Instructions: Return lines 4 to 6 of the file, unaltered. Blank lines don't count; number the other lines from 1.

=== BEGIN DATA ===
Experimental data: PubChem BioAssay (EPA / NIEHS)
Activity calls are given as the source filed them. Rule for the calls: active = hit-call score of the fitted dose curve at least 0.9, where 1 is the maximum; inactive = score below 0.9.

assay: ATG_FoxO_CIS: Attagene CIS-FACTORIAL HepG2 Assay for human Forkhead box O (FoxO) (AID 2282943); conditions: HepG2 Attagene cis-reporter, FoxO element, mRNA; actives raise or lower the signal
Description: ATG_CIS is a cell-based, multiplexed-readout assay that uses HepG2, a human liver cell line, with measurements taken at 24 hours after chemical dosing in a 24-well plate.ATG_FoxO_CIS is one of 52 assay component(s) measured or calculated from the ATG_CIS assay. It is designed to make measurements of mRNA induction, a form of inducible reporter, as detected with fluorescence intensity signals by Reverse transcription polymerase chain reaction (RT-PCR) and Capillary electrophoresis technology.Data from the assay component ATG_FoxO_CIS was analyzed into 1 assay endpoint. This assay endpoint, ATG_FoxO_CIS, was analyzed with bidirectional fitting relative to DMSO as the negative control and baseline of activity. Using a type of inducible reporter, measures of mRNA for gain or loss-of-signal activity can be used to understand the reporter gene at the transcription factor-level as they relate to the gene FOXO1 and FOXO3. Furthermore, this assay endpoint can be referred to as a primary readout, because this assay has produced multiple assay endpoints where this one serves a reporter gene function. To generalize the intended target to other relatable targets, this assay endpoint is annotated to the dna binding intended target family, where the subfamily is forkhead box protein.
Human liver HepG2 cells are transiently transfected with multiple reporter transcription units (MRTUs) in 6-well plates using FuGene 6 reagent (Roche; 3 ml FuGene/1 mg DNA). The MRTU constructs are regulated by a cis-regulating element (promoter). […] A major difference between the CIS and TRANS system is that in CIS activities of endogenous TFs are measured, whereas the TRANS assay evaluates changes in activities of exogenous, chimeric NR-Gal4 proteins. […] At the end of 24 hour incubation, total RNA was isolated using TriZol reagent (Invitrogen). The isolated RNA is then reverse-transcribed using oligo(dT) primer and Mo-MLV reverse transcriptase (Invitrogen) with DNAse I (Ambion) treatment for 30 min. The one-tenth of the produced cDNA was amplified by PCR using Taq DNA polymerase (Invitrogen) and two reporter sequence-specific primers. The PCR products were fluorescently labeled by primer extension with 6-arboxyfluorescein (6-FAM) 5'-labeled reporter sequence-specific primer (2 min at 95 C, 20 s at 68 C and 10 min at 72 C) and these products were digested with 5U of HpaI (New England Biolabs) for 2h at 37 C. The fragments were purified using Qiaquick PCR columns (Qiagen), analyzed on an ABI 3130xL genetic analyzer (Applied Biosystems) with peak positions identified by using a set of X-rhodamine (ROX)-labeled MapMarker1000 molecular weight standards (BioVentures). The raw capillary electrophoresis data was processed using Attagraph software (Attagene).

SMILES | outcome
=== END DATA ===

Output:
Description: ATG_CIS is a cell-based, multiplexed-readout assay that uses HepG2, a human liver cell line, with measurements taken at 24 hours after chemical dosing in a 24-well plate.ATG_FoxO_CIS is one of 52 assay component(s) measured or calculated from the ATG_CIS assay. It is designed to make measurements of mRNA induction, a form of inducible reporter, as detected with fluorescence intensity signals by Reverse transcription polymerase chain reaction (RT-PCR) and Capillary electrophoresis technology.Data from the assay component ATG_FoxO_CIS was analyzed into 1 assay endpoint. This assay endpoint, ATG_FoxO_CIS, was analyzed with bidirectional fitting relative to DMSO as the negative control and baseline of activity. Using a type of inducible reporter, measures of mRNA for gain or loss-of-signal activity can be used to understand the reporter gene at the transcription factor-level as they relate to the gene FOXO1 and FOXO3. Furthermore, this assay endpoint can be referred to as a primary readout, because this assay has produced multiple assay endpoints where this one serves a reporter gene function. To generalize the intended target to other relatable targets, this assay endpoint is annotated to the dna binding intended target family, where the subfamily is forkhead box protein.
Human liver HepG2 cells are transiently transfected with multiple reporter transcription units (MRTUs) in 6-well plates using FuGene 6 reagent (Roche; 3 ml FuGene/1 mg DNA). The MRTU constructs are regulated by a cis-regulating element (promoter). […] A major difference between the CIS and TRANS system is that in CIS activities of endogenous TFs are measured, whereas the TRANS assay evaluates changes in activities of exogenous, chimeric NR-Gal4 proteins. […] At the end of 24 hour incubation, total RNA was isolated using TriZol reagent (Invitrogen). The isolated RNA is then reverse-transcribed using oligo(dT) primer and Mo-MLV reverse transcriptase (Invitrogen) with DNAse I (Ambion) treatment for 30 min. The one-tenth of the produced cDNA was amplified by PCR using Taq DNA polymerase (Invitrogen) and two reporter sequence-specific primers. The PCR products were fluorescently labeled by primer extension with 6-arboxyfluorescein (6-FAM) 5'-labeled reporter sequence-specific primer (2 min at 95 C, 20 s at 68 C and 10 min at 72 C) and these products were digested with 5U of HpaI (New England Biolabs) for 2h at 37 C. The fragments were purified using Qiaquick PCR columns (Qiagen), analyzed on an ABI 3130xL genetic analyzer (Applied Biosystems) with peak positions identified by using a set of X-rhodamine (ROX)-labeled MapMarker1000 molecular weight standards (BioVentures). The raw capillary electrophoresis data was processed using Attagraph software (Attagene).

SMILES | outcome